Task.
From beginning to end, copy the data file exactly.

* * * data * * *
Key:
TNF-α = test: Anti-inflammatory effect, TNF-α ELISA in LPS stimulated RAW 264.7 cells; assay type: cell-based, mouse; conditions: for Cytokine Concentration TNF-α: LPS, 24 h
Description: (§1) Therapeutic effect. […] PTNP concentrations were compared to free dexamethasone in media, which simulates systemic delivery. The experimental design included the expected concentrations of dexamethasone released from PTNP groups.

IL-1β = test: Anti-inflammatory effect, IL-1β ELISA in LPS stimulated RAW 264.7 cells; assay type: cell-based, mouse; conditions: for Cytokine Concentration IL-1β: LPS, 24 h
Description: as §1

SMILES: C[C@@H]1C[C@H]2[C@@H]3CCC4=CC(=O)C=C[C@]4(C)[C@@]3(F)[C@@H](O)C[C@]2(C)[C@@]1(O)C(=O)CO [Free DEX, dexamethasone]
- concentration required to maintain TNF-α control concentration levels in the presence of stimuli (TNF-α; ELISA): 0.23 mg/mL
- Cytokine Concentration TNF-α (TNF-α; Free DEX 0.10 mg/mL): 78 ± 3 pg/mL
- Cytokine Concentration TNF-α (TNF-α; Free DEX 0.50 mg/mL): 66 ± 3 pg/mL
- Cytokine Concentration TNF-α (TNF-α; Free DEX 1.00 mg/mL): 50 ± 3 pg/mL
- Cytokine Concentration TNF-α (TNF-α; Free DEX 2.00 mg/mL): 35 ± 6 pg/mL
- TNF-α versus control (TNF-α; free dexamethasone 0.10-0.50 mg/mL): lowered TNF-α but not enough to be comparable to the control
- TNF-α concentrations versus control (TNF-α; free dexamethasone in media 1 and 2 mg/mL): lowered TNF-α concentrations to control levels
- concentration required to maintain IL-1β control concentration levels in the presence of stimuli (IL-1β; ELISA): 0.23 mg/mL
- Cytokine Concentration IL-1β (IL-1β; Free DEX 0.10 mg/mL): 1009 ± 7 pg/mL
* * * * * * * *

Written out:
Key:
TNF-α = test: Anti-inflammatory effect, TNF-α ELISA in LPS stimulated RAW 264.7 cells; assay type: cell-based, mouse; conditions: for Cytokine Concentration TNF-α: LPS, 24 h
Description: (§1) Therapeutic effect. […] PTNP concentrations were compared to free dexamethasone in media, which simulates systemic delivery. The experimental design included the expected concentrations of dexamethasone released from PTNP groups.

IL-1β = test: Anti-inflammatory effect, IL-1β ELISA in LPS stimulated RAW 264.7 cells; assay type: cell-based, mouse; conditions: for Cytokine Concentration IL-1β: LPS, 24 h
Description: as §1

SMILES: C[C@@H]1C[C@H]2[C@@H]3CCC4=CC(=O)C=C[C@]4(C)[C@@]3(F)[C@@H](O)C[C@]2(C)[C@@]1(O)C(=O)CO [Free DEX, dexamethasone]
- concentration required to maintain TNF-α control concentration levels in the presence of stimuli (TNF-α; ELISA): 0.23 mg/mL
- Cytokine Concentration TNF-α (TNF-α; Free DEX 0.10 mg/mL): 78 ± 3 pg/mL
- Cytokine Concentration TNF-α (TNF-α; Free DEX 0.50 mg/mL): 66 ± 3 pg/mL
- Cytokine Concentration TNF-α (TNF-α; Free DEX 1.00 mg/mL): 50 ± 3 pg/mL
- Cytokine Concentration TNF-α (TNF-α; Free DEX 2.00 mg/mL): 35 ± 6 pg/mL
- TNF-α versus control (TNF-α; free dexamethasone 0.10-0.50 mg/mL): lowered TNF-α but not enough to be comparable to the control
- TNF-α concentrations versus control (TNF-α; free dexamethasone in media 1 and 2 mg/mL): lowered TNF-α concentrations to control levels
- concentration required to maintain IL-1β control concentration levels in the presence of stimuli (IL-1β; ELISA): 0.23 mg/mL
- Cytokine Concentration IL-1β (IL-1β; Free DEX 0.10 mg/mL): 1009 ± 7 pg/mL